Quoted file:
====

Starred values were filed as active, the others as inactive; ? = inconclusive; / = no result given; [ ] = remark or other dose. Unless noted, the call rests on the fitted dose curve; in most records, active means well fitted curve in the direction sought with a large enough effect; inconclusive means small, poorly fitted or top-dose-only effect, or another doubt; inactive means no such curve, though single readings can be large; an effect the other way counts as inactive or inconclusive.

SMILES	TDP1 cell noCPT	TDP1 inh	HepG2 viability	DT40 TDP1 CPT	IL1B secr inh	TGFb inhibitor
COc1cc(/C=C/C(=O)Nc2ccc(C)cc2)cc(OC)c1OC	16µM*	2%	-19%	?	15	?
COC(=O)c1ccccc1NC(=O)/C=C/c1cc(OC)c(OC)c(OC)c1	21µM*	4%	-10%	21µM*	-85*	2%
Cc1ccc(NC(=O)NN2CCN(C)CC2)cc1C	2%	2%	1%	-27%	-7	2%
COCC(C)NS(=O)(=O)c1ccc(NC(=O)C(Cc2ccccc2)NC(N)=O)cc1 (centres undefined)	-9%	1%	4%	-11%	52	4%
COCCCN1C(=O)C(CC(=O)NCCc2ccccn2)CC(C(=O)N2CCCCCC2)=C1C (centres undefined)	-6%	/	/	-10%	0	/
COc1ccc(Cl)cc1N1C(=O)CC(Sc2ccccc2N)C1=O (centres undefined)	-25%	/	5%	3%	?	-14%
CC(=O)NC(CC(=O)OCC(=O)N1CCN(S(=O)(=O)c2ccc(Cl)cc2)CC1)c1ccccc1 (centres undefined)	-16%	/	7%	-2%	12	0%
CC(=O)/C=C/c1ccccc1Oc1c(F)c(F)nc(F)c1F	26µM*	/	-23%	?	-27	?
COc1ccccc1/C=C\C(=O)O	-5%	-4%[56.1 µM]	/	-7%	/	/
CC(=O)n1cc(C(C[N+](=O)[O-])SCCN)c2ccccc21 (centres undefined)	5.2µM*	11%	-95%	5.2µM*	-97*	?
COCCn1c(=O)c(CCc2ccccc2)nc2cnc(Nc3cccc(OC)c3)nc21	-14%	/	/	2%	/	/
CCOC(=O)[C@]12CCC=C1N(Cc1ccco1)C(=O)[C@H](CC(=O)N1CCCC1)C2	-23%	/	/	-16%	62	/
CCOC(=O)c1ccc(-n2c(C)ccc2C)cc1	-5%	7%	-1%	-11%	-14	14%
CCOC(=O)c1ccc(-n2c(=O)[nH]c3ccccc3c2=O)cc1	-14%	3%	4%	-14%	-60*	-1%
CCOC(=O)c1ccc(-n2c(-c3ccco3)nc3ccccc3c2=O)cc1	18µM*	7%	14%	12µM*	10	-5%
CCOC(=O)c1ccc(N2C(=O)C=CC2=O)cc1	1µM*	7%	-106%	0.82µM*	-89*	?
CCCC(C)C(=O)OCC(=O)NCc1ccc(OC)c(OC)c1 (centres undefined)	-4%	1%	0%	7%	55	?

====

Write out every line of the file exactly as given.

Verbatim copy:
Starred values were filed as active, the others as inactive; ? = inconclusive; / = no result given; [ ] = remark or other dose. Unless noted, the call rests on the fitted dose curve; in most records, active means well fitted curve in the direction sought with a large enough effect; inconclusive means small, poorly fitted or top-dose-only effect, or another doubt; inactive means no such curve, though single readings can be large; an effect the other way counts as inactive or inconclusive.

SMILES	TDP1 cell noCPT	TDP1 inh	HepG2 viability	DT40 TDP1 CPT	IL1B secr inh	TGFb inhibitor
COc1cc(/C=C/C(=O)Nc2ccc(C)cc2)cc(OC)c1OC	16µM*	2%	-19%	?	15	?
COC(=O)c1ccccc1NC(=O)/C=C/c1cc(OC)c(OC)c(OC)c1	21µM*	4%	-10%	21µM*	-85*	2%
Cc1ccc(NC(=O)NN2CCN(C)CC2)cc1C	2%	2%	1%	-27%	-7	2%
COCC(C)NS(=O)(=O)c1ccc(NC(=O)C(Cc2ccccc2)NC(N)=O)cc1 (centres undefined)	-9%	1%	4%	-11%	52	4%
COCCCN1C(=O)C(CC(=O)NCCc2ccccn2)CC(C(=O)N2CCCCCC2)=C1C (centres undefined)	-6%	/	/	-10%	0	/
COc1ccc(Cl)cc1N1C(=O)CC(Sc2ccccc2N)C1=O (centres undefined)	-25%	/	5%	3%	?	-14%
CC(=O)NC(CC(=O)OCC(=O)N1CCN(S(=O)(=O)c2ccc(Cl)cc2)CC1)c1ccccc1 (centres undefined)	-16%	/	7%	-2%	12	0%
CC(=O)/C=C/c1ccccc1Oc1c(F)c(F)nc(F)c1F	26µM*	/	-23%	?	-27	?
COc1ccccc1/C=C\C(=O)O	-5%	-4%[56.1 µM]	/	-7%	/	/
CC(=O)n1cc(C(C[N+](=O)[O-])SCCN)c2ccccc21 (centres undefined)	5.2µM*	11%	-95%	5.2µM*	-97*	?
COCCn1c(=O)c(CCc2ccccc2)nc2cnc(Nc3cccc(OC)c3)nc21	-14%	/	/	2%	/	/
CCOC(=O)[C@]12CCC=C1N(Cc1ccco1)C(=O)[C@H](CC(=O)N1CCCC1)C2	-23%	/	/	-16%	62	/
CCOC(=O)c1ccc(-n2c(C)ccc2C)cc1	-5%	7%	-1%	-11%	-14	14%
CCOC(=O)c1ccc(-n2c(=O)[nH]c3ccccc3c2=O)cc1	-14%	3%	4%	-14%	-60*	-1%
CCOC(=O)c1ccc(-n2c(-c3ccco3)nc3ccccc3c2=O)cc1	18µM*	7%	14%	12µM*	10	-5%
CCOC(=O)c1ccc(N2C(=O)C=CC2=O)cc1	1µM*	7%	-106%	0.82µM*	-89*	?
CCCC(C)C(=O)OCC(=O)NCc1ccc(OC)c(OC)c1 (centres undefined)	-4%	1%	0%	7%	55	?